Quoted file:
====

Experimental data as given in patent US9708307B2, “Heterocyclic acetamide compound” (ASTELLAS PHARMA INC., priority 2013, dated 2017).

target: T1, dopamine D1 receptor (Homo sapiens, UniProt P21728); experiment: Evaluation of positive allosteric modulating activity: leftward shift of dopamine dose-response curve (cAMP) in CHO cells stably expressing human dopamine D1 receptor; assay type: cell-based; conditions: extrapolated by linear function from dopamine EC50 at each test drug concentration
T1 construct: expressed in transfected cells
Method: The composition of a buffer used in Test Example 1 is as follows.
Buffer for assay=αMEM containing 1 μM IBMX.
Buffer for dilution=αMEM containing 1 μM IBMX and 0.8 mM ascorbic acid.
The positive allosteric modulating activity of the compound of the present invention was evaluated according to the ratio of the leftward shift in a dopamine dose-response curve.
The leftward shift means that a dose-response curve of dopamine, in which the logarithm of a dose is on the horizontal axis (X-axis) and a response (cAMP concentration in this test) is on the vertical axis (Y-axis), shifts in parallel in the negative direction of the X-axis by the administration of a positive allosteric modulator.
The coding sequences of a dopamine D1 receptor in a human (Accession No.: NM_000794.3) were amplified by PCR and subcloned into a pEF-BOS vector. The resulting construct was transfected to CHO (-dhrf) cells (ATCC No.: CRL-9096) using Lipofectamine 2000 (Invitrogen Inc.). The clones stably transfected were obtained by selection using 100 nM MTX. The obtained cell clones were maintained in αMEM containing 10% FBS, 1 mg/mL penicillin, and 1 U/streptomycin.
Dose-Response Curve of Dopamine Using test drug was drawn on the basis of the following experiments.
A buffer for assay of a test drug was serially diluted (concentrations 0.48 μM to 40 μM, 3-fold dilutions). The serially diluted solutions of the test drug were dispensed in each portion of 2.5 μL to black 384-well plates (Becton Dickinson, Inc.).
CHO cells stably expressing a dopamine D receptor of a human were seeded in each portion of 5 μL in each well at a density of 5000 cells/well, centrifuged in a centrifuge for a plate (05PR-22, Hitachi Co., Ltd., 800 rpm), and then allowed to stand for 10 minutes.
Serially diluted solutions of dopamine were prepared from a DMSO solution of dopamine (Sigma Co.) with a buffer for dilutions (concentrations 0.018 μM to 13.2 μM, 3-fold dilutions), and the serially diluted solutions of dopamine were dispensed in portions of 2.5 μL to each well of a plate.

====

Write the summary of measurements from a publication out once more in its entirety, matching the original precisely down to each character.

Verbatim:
Experimental data as given in patent US9708307B2, “Heterocyclic acetamide compound” (ASTELLAS PHARMA INC., priority 2013, dated 2017).

target: T1, dopamine D1 receptor (Homo sapiens, UniProt P21728); experiment: Evaluation of positive allosteric modulating activity: leftward shift of dopamine dose-response curve (cAMP) in CHO cells stably expressing human dopamine D1 receptor; assay type: cell-based; conditions: extrapolated by linear function from dopamine EC50 at each test drug concentration
T1 construct: expressed in transfected cells
Method: The composition of a buffer used in Test Example 1 is as follows.
Buffer for assay=αMEM containing 1 μM IBMX.
Buffer for dilution=αMEM containing 1 μM IBMX and 0.8 mM ascorbic acid.
The positive allosteric modulating activity of the compound of the present invention was evaluated according to the ratio of the leftward shift in a dopamine dose-response curve.
The leftward shift means that a dose-response curve of dopamine, in which the logarithm of a dose is on the horizontal axis (X-axis) and a response (cAMP concentration in this test) is on the vertical axis (Y-axis), shifts in parallel in the negative direction of the X-axis by the administration of a positive allosteric modulator.
The coding sequences of a dopamine D1 receptor in a human (Accession No.: NM_000794.3) were amplified by PCR and subcloned into a pEF-BOS vector. The resulting construct was transfected to CHO (-dhrf) cells (ATCC No.: CRL-9096) using Lipofectamine 2000 (Invitrogen Inc.). The clones stably transfected were obtained by selection using 100 nM MTX. The obtained cell clones were maintained in αMEM containing 10% FBS, 1 mg/mL penicillin, and 1 U/streptomycin.
Dose-Response Curve of Dopamine Using test drug was drawn on the basis of the following experiments.
A buffer for assay of a test drug was serially diluted (concentrations 0.48 μM to 40 μM, 3-fold dilutions). The serially diluted solutions of the test drug were dispensed in each portion of 2.5 μL to black 384-well plates (Becton Dickinson, Inc.).
CHO cells stably expressing a dopamine D receptor of a human were seeded in each portion of 5 μL in each well at a density of 5000 cells/well, centrifuged in a centrifuge for a plate (05PR-22, Hitachi Co., Ltd., 800 rpm), and then allowed to stand for 10 minutes.
Serially diluted solutions of dopamine were prepared from a DMSO solution of dopamine (Sigma Co.) with a buffer for dilutions (concentrations 0.018 μM to 13.2 μM, 3-fold dilutions), and the serially diluted solutions of dopamine were dispensed in portions of 2.5 μL to each well of a plate.